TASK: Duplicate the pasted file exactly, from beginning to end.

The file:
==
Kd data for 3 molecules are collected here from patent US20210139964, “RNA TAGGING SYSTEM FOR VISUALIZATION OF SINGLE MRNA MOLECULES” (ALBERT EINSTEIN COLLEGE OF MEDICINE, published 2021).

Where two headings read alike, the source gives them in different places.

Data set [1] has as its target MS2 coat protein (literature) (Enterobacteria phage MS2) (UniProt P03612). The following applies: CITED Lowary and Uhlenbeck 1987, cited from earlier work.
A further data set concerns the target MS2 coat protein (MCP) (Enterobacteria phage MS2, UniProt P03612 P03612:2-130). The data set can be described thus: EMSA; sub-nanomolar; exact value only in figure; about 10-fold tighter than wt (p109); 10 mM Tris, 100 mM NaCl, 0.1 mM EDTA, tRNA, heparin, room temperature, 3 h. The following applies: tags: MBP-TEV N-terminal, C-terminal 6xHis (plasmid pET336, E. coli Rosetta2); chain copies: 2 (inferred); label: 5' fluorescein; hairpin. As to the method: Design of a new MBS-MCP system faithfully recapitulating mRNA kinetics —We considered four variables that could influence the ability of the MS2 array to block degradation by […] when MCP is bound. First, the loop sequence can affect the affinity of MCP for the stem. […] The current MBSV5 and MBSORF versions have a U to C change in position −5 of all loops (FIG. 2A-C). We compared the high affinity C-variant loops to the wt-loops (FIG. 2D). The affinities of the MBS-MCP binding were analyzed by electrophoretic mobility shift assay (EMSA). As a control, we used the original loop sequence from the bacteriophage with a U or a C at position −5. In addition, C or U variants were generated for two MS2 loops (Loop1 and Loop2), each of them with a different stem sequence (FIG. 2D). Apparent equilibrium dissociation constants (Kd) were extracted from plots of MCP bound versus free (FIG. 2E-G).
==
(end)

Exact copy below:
Kd data for 3 molecules are collected here from patent US20210139964, “RNA TAGGING SYSTEM FOR VISUALIZATION OF SINGLE MRNA MOLECULES” (ALBERT EINSTEIN COLLEGE OF MEDICINE, published 2021).

Where two headings read alike, the source gives them in different places.

Data set [1] has as its target MS2 coat protein (literature) (Enterobacteria phage MS2) (UniProt P03612). The following applies: CITED Lowary and Uhlenbeck 1987, cited from earlier work.
A further data set concerns the target MS2 coat protein (MCP) (Enterobacteria phage MS2, UniProt P03612 P03612:2-130). The data set can be described thus: EMSA; sub-nanomolar; exact value only in figure; about 10-fold tighter than wt (p109); 10 mM Tris, 100 mM NaCl, 0.1 mM EDTA, tRNA, heparin, room temperature, 3 h. The following applies: tags: MBP-TEV N-terminal, C-terminal 6xHis (plasmid pET336, E. coli Rosetta2); chain copies: 2 (inferred); label: 5' fluorescein; hairpin. As to the method: Design of a new MBS-MCP system faithfully recapitulating mRNA kinetics —We considered four variables that could influence the ability of the MS2 array to block degradation by […] when MCP is bound. First, the loop sequence can affect the affinity of MCP for the stem. […] The current MBSV5 and MBSORF versions have a U to C change in position −5 of all loops (FIG. 2A-C). We compared the high affinity C-variant loops to the wt-loops (FIG. 2D). The affinities of the MBS-MCP binding were analyzed by electrophoretic mobility shift assay (EMSA). As a control, we used the original loop sequence from the bacteriophage with a U or a C at position −5. In addition, C or U variants were generated for two MS2 loops (Loop1 and Loop2), each of them with a different stem sequence (FIG. 2D). Apparent equilibrium dissociation constants (Kd) were extracted from plots of MCP bound versus free (FIG. 2E-G).